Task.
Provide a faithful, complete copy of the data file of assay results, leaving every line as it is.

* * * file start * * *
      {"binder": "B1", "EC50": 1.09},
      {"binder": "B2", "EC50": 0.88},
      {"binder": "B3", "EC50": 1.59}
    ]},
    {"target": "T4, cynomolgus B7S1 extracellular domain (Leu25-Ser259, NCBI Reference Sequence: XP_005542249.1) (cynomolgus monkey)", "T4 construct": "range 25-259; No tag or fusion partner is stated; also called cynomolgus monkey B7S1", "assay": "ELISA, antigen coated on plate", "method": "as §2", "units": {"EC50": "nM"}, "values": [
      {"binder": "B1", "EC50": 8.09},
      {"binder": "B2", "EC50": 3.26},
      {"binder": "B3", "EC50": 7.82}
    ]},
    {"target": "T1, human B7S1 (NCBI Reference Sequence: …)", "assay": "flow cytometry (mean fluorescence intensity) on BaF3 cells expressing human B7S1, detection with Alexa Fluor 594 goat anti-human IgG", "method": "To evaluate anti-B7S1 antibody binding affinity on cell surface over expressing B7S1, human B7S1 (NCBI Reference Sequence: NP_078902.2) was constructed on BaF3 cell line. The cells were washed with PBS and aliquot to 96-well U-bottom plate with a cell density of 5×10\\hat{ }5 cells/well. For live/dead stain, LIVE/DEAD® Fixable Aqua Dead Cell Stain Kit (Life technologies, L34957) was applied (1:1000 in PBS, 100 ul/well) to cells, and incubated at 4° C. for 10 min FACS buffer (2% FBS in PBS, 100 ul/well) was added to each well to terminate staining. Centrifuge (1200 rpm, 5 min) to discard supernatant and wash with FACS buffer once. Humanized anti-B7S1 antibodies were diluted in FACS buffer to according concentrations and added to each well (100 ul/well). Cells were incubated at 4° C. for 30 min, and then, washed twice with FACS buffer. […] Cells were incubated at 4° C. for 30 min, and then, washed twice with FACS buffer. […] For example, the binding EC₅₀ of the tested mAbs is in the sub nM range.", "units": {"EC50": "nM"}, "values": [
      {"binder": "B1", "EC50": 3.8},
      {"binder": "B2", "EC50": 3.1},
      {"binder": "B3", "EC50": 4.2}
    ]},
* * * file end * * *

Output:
      {"binder": "B1", "EC50": 1.09},
      {"binder": "B2", "EC50": 0.88},
      {"binder": "B3", "EC50": 1.59}
    ]},
    {"target": "T4, cynomolgus B7S1 extracellular domain (Leu25-Ser259, NCBI Reference Sequence: XP_005542249.1) (cynomolgus monkey)", "T4 construct": "range 25-259; No tag or fusion partner is stated; also called cynomolgus monkey B7S1", "assay": "ELISA, antigen coated on plate", "method": "as §2", "units": {"EC50": "nM"}, "values": [
      {"binder": "B1", "EC50": 8.09},
      {"binder": "B2", "EC50": 3.26},
      {"binder": "B3", "EC50": 7.82}
    ]},
    {"target": "T1, human B7S1 (NCBI Reference Sequence: …)", "assay": "flow cytometry (mean fluorescence intensity) on BaF3 cells expressing human B7S1, detection with Alexa Fluor 594 goat anti-human IgG", "method": "To evaluate anti-B7S1 antibody binding affinity on cell surface over expressing B7S1, human B7S1 (NCBI Reference Sequence: NP_078902.2) was constructed on BaF3 cell line. The cells were washed with PBS and aliquot to 96-well U-bottom plate with a cell density of 5×10\\hat{ }5 cells/well. For live/dead stain, LIVE/DEAD® Fixable Aqua Dead Cell Stain Kit (Life technologies, L34957) was applied (1:1000 in PBS, 100 ul/well) to cells, and incubated at 4° C. for 10 min FACS buffer (2% FBS in PBS, 100 ul/well) was added to each well to terminate staining. Centrifuge (1200 rpm, 5 min) to discard supernatant and wash with FACS buffer once. Humanized anti-B7S1 antibodies were diluted in FACS buffer to according concentrations and added to each well (100 ul/well). Cells were incubated at 4° C. for 30 min, and then, washed twice with FACS buffer. […] Cells were incubated at 4° C. for 30 min, and then, washed twice with FACS buffer. […] For example, the binding EC₅₀ of the tested mAbs is in the sub nM range.", "units": {"EC50": "nM"}, "values": [
      {"binder": "B1", "EC50": 3.8},
      {"binder": "B2", "EC50": 3.1},
      {"binder": "B3", "EC50": 4.2}
    ]},